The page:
Filling tractor tires with water and antifreeze

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Little Joe

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I had a leak in one of the tubes in a rear tire on my tractor, I was able to drain most of the water and antifreeze out and save it (30 gallons total). I wasn’t sure how I was going to get it back in because pouring it through a funnel into that little adapter would’ve taken days, so I come up with a little redneck enginuity. Rigged up a sump pump I had from Lowe’s and sat it in a 5 gallon bucket, just kept pouring the other buckets into that one. Took about an hour to pump the 30 gallons back in. Thought I’d share this in case someone else needs it.
View attachment IMG_1791.MOV
 

Rmc

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You can also use a 12v or 110v transfer pump. That you can attach garden hoses to.
You can also purchase a attachment that attaches the fitting of the hose directly to the fitting on the inner tube .
 

D2Cat

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I have a 15 gallon sprayer with 12volt pump. I dump the gallon jugs of antifreeze in it and adapt the hose to the valve stem. Have the stem in the 12 o'clock position and power up the pump. Remove the hose at the valve stem a couple of times to let the air out. Takes 15 minutes or so for 40 gallons.
 

D2Cat

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Well done, just be carefull with those buckets of antifreeze that dogs don't drink it while your back is turned, very nasty on the kidneys.

Ken

Actually used -20 F windshield washer fluid. Pick it up in the Spring at Walmart on sale for $1 a bottle. Believe it or not, folks don't think you can use winter fluid in the summer so they put it on sale.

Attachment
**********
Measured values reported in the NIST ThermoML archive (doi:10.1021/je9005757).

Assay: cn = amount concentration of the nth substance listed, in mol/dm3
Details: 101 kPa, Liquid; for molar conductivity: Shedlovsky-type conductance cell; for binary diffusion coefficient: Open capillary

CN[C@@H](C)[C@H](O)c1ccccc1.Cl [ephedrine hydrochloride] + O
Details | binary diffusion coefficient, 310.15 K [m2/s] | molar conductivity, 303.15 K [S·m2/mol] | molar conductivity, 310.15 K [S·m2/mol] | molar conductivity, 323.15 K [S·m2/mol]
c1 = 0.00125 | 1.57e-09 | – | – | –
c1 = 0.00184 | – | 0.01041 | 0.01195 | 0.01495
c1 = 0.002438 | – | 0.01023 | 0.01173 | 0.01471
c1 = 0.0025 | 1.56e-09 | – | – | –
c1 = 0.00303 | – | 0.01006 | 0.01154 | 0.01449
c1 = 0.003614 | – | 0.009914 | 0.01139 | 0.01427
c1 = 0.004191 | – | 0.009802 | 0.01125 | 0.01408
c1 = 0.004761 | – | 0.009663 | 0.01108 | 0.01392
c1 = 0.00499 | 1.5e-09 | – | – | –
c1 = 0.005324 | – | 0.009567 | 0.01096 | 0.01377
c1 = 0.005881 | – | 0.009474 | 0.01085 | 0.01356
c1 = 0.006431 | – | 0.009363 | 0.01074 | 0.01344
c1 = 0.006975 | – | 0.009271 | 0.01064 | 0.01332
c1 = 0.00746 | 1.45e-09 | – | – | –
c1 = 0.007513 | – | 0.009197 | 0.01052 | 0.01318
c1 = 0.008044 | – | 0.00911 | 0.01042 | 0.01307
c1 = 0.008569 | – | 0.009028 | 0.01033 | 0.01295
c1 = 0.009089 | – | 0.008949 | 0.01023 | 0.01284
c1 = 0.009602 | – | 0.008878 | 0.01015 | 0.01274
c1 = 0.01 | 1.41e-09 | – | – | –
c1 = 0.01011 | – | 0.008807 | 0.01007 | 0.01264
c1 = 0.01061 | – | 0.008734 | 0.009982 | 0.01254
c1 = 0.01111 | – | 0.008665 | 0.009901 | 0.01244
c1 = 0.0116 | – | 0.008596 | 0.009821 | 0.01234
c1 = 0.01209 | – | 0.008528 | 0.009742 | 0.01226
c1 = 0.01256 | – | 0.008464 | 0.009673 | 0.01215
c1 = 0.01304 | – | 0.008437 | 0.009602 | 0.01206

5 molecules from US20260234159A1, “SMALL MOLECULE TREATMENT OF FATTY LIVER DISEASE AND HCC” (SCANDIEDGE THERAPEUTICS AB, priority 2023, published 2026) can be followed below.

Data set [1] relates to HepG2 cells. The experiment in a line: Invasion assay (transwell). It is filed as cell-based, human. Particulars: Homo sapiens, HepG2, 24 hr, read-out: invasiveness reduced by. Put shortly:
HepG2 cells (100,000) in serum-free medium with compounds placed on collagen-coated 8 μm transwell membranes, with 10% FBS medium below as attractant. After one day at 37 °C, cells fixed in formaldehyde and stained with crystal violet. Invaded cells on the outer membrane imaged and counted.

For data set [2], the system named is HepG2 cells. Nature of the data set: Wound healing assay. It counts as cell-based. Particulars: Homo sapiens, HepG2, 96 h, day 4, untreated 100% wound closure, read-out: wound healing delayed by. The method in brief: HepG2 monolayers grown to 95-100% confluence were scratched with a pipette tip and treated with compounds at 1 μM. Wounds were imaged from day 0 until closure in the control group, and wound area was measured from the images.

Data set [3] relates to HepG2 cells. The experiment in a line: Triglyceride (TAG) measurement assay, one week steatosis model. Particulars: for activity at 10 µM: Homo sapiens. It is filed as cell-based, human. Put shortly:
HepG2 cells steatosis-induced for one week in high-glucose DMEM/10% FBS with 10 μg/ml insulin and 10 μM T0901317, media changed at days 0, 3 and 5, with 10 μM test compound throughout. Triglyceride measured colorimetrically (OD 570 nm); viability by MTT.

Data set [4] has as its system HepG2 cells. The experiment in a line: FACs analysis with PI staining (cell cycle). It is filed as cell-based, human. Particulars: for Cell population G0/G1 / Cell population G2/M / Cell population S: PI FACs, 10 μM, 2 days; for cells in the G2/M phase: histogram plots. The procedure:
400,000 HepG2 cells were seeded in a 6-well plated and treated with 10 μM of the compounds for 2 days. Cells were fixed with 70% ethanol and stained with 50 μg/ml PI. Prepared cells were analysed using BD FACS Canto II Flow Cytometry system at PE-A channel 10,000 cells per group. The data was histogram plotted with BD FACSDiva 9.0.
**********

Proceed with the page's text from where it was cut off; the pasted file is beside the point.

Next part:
sstterry

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Actually used -20 F windshield washer fluid. Pick it up in the Spring at Walmart on sale for $1 a bottle. Believe it or not, folks don't think you can use winter fluid in the summer so they put it on sale.
Wait, what, you can't use winter cleaner in the summer? :oops:
 

D2Cat

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Wait, what, you can't use winter cleaner in the summer? :oops:

When it was marked for a dollar I asked the manager in the auto section why it was on sale, and that's what he told me! Folks won't purchase winter wind shield wiper fluid in the summer. I called my wife who was near another Walmart and asked her to see if they had any gallons for sale. She found 20 each, and the guy behind her at the check out said you're husband must be filling tires. I got 62 at one store.
 

GoWyo

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I use a little pump that goes on a drill that has garden hose threads on both ends. Also use the adapter from tractor supply for the inner tube valve that has an air release. Can drain or fill a tire in about 10 minutes.
 

greybeard

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I use a little pump that goes on a drill that has garden hose threads on both ends. Also use the adapter from tractor supply for the inner tube valve that has an air release. Can drain or fill a tire in about 10 minutes.